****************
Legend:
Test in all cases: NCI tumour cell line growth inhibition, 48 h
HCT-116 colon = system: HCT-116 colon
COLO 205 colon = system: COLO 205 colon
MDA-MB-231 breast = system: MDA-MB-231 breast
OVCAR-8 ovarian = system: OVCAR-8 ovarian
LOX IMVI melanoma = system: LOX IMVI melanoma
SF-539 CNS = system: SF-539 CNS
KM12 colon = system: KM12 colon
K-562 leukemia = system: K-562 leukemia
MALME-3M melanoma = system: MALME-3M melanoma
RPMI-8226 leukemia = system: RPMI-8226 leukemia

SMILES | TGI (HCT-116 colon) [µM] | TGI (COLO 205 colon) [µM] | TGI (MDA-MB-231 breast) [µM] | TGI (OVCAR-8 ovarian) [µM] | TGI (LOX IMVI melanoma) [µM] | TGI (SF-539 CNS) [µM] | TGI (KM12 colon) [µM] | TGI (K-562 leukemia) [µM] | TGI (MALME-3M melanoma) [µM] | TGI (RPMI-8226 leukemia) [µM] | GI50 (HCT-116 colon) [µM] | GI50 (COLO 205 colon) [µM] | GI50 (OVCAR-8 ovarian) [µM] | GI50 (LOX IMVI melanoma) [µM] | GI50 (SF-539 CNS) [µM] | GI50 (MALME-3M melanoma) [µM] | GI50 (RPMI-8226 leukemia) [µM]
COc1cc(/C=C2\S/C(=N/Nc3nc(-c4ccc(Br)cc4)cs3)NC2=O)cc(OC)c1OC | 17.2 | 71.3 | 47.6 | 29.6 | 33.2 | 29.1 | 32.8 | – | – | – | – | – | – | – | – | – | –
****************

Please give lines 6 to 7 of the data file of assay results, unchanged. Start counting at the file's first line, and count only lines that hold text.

OVCAR-8 ovarian = system: OVCAR-8 ovarian
LOX IMVI melanoma = system: LOX IMVI melanoma